When it comes to traveling in my own country, it’s safe to say I’ve done all there is to do and see in Malaysia. I’ve hit the street food corners in Penang, dived through colorful corals in the islands of Terengganu, went mall-hopping in congested Kuala Lumpur, enjoyed an evening of scones and tea in Cameron Highlands and day-hiked in one of Sarawak’s many national parks.
I am always on the look out for new trends in local tourism and once sleepy hollows rejuvenated into the next best travel destination, like what I alluded in a previous blog post on Malaysia’s need to shift our tourism strategy from being product-based to an experiential journey. Here are five alternative local travel destinations that are getting the right attention from Malaysians and have potential to attract the international traveling community.
1. Go On A Glamping Trip In Bentong, Pahang
Glamping, or glamor camping, has taken Malaysia by storm with glamping sites set up as far as Tioman and Nusajaya. It’s a hybrid of a resort and camping where you get three to four star hotel facilities but you’ll be sleeping in a large tent surrounded by wilderness. If you want to try out glamping not far from Kuala Lumpur, the district of Bentong in neighboring Pahang offers a couple of good options.
Sailor’s Rest in the resort town of Janda Baik offers comfortable beds in giant camping tents with common bathrooms available. Meanwhile, Caravan Serai near the town of Bentong props up neat-looking safari tents and the resort can arrange activities like jungle trekking, ATV rides and even durian buffet if its the fruiting season. So, if want to make the best out of the cool highland air and take in the sound of the jungle without roughing it out, glamping’s the best bet for you!
2. An Underrated Gastronomic Heaven In Muar, Johor
KL and Penang has always been touted as a foodie destination where you can get tasty street eats at dirt-cheap prices but you need to put in a lot of effort to find the best of the best. Nowadays it’s really tough to find a stall where the owner still cooks the food themselves and draws the crowd from all races and age groups. This isn’t much of a problem if you head south to the royal town of Muar, Johor where family-run businesses continue to flourish.
Start the day like a Johorean by ordering a plate of Satay and a bowl of sweet and spicy Mee Bandung, both breakfast staple around here. For lunch, head on over to the fishing village of Parit Jawa for a hearty serving of Ikan Asam Pedas, fish cooked in a cauldron of chili tamarind stew. Head back to Muar for a cup of local roast 434 Sai Kee coffee and end your day with either a giant plate of Murtabak Singapore at Tanjung Agas or Ikan Bakar at Sabak Awor. More details here.
3. Rebirth Of The Heritage Trail In Taiping, Perak
My one and only visit to idyllic Taiping was back in 2011 with four other friends on a four-day road trip to as many cities in Perak as we could. Taiping is one of the earliest tin mining towns opened by Colonial British and has turned into quite a sleepy hollow ever since the last ounce of ore was extracted. Most of the pre-War buildings still remain and the serene Lake Gardens, where jogging paths are lined with rain trees, make a perfect picnic spot by the foothills of Bukit Larut.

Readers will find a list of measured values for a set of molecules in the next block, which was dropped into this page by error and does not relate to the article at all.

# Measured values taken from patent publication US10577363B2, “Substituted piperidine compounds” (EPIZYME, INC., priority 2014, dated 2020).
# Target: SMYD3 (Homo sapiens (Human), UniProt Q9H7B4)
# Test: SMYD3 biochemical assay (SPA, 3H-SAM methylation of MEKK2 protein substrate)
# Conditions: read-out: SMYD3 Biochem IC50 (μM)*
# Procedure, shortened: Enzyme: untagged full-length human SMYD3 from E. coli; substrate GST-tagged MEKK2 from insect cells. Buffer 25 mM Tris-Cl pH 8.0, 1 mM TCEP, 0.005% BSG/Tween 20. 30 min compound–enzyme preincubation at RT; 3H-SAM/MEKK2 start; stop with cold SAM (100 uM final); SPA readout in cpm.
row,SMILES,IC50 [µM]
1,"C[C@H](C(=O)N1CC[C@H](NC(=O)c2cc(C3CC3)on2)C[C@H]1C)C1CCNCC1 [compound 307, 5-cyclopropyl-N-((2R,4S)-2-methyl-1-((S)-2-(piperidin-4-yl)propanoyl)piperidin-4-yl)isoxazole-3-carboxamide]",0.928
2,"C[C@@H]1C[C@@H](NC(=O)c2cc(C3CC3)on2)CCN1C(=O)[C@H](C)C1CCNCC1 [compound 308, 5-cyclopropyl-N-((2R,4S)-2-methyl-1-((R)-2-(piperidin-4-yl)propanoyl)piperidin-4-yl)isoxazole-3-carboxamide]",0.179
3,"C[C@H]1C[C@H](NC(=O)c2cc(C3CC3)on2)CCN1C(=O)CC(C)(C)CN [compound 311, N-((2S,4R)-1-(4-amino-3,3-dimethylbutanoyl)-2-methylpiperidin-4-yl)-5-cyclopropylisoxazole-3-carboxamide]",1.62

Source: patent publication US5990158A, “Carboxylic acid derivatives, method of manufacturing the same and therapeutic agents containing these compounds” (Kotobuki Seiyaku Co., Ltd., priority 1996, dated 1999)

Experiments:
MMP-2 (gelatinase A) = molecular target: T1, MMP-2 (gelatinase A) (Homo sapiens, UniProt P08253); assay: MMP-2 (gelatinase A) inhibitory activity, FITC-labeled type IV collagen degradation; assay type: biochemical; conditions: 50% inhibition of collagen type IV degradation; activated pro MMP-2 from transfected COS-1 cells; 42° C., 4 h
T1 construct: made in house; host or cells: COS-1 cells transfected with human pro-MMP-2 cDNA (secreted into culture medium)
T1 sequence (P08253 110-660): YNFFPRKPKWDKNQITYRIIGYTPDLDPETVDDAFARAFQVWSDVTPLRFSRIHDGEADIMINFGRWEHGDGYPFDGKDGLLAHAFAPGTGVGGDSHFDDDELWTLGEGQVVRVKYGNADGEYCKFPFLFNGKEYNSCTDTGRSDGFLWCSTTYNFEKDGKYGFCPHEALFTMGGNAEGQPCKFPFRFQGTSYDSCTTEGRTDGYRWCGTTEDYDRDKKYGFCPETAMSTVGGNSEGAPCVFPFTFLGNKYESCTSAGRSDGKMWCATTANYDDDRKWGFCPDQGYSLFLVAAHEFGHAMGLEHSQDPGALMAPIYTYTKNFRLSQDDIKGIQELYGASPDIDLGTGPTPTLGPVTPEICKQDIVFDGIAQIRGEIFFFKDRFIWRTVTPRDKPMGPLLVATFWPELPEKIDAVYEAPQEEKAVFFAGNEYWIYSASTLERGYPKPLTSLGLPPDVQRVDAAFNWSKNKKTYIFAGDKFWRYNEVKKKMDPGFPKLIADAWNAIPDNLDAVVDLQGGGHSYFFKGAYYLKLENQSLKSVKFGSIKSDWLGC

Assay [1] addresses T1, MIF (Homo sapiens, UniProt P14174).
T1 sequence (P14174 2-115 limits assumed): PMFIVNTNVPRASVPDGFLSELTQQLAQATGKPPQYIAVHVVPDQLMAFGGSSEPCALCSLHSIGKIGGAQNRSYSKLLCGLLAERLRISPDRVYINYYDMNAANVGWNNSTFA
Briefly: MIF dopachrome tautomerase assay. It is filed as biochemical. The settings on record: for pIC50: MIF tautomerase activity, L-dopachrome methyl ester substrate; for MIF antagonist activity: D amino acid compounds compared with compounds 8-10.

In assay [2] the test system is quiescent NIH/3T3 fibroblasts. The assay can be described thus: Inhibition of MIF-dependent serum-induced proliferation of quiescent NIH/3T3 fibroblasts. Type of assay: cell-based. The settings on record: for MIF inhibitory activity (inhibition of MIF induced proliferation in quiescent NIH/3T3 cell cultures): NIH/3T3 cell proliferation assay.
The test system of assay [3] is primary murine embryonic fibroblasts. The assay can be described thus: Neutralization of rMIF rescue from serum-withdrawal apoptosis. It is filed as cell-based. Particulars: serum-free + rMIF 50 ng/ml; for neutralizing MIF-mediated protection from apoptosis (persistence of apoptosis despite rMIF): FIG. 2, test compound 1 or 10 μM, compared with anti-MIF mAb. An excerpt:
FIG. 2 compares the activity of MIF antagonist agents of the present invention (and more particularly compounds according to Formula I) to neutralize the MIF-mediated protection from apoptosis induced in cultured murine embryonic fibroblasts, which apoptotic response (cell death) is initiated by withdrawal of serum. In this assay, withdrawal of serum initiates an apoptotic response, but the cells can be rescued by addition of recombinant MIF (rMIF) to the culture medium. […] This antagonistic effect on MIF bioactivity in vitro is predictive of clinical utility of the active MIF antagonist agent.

It is with great surprise to find out that the Perak state government has bought into the “heritage craze” and launched the Taiping Heritage Trail last week. The 11.5 km trail exhaustively runs through the whole of old town and Lake Gardens in a big loop covering “The First 35” buildings that marked the foundation of this grand old town. I do hope that the next phase would involved adding content and story to the colorful and once bloody history of Taiping.
4. Bask In Four-Star Hospitality In Pekan, Pahang
Pekan is slowly booming into a tourism destination and the recent opening of Ancasa Royale by the banks of the Pahang River has raised the royal town’s profile up a notch. A one night stay during a working trip confirms my belief that it is deserving of a four-star status although the operations need to be smoothed out a bit. Don’t be afraid to try the Western dishes in the coffee house because the meals are cooked to the palate of us urbanite.
You can use the hotel as a jumping point to visit the Sultan Abu Bakar Museum in the old quarter and I was particularly intrigued by the section on Orang Asli, especially their wood carvings of jungle spirits and ghouls. While the Sultan Abdullah Mosque is still being refurbished into an Islamic museum, you could drive along the solitary coast to the town of Kuala Rompin for its giant freshwater shrimp and a bout of deep-sea fishing.
5. The Idyllic Kampung Life In Balik Pulau, Penang
There are two contrasting sides to Penang Island – one is the always bustling stretch from George Town to Bayan Lepas and the other is the charmingly laid back Balik Pulau. Literally meaning “the other side of the island,” Balik Pulau is a quaint vastness of communal villages, paddy fields and fruit farms. It has been gaining traction among those wanting a rural escape with bicycle tours and home stays sporadically mushrooming from Pulau Betong to Pantai Acheh.
Balik Pulau has one of the few great Laksa on the island and other good fares like Mee Rebus and Cendol. If you happen to stay there, make sure to visit the night market to sample the best of Malay treats. Nature lovers can go hiking at Penang National Park in Teluk Bahang where a hike across the jungle will be rewarded with a dip in the sea at the end of trail as the park is home to a number of often secluded beaches.
Do you think these places are worth exploring? Do you have any suggestions for alternative travel destinations in Malaysia? Let me know in the comment section below.